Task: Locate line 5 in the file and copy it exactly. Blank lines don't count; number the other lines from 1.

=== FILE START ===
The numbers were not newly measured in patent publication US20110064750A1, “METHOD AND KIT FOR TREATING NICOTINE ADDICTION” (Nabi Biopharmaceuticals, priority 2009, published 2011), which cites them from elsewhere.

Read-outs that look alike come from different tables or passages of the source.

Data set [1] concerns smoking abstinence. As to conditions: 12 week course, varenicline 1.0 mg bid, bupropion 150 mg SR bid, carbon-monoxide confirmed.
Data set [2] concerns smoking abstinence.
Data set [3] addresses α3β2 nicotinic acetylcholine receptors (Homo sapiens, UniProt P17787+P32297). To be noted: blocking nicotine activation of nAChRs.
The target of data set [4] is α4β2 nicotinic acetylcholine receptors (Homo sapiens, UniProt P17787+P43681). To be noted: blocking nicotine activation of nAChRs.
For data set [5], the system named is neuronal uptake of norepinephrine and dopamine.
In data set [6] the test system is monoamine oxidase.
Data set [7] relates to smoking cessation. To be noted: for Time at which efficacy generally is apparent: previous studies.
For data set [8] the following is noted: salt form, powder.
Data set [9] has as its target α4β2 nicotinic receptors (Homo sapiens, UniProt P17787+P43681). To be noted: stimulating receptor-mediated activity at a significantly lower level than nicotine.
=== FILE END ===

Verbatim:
Data set [3] addresses α3β2 nicotinic acetylcholine receptors (Homo sapiens, UniProt P17787+P32297). To be noted: blocking nicotine activation of nAChRs.